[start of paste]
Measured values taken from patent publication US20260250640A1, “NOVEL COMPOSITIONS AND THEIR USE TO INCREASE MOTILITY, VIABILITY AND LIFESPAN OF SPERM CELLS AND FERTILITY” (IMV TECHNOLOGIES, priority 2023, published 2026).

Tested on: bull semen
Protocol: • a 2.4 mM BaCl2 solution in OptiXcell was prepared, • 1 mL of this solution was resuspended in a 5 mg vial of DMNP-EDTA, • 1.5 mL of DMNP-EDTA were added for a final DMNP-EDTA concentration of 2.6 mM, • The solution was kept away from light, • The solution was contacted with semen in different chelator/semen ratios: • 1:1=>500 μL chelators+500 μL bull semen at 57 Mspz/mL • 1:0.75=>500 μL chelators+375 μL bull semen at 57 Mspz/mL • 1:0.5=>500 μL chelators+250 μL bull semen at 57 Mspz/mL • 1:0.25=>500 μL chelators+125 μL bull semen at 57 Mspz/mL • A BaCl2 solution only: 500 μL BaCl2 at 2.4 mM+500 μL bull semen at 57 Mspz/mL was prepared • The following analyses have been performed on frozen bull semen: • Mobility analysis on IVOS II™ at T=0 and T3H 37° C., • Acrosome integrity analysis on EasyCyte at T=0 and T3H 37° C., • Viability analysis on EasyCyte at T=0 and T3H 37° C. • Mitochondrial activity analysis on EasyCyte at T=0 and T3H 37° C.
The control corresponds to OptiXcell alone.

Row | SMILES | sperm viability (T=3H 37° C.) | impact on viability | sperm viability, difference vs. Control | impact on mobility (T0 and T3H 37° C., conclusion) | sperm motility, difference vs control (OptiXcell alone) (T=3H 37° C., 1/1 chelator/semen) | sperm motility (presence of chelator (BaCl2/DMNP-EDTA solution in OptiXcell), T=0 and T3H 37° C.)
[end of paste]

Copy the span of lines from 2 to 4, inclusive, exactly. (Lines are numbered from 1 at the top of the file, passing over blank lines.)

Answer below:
Tested on: bull semen
Protocol: • a 2.4 mM BaCl2 solution in OptiXcell was prepared, • 1 mL of this solution was resuspended in a 5 mg vial of DMNP-EDTA, • 1.5 mL of DMNP-EDTA were added for a final DMNP-EDTA concentration of 2.6 mM, • The solution was kept away from light, • The solution was contacted with semen in different chelator/semen ratios: • 1:1=>500 μL chelators+500 μL bull semen at 57 Mspz/mL • 1:0.75=>500 μL chelators+375 μL bull semen at 57 Mspz/mL • 1:0.5=>500 μL chelators+250 μL bull semen at 57 Mspz/mL • 1:0.25=>500 μL chelators+125 μL bull semen at 57 Mspz/mL • A BaCl2 solution only: 500 μL BaCl2 at 2.4 mM+500 μL bull semen at 57 Mspz/mL was prepared • The following analyses have been performed on frozen bull semen: • Mobility analysis on IVOS II™ at T=0 and T3H 37° C., • Acrosome integrity analysis on EasyCyte at T=0 and T3H 37° C., • Viability analysis on EasyCyte at T=0 and T3H 37° C. • Mitochondrial activity analysis on EasyCyte at T=0 and T3H 37° C.
The control corresponds to OptiXcell alone.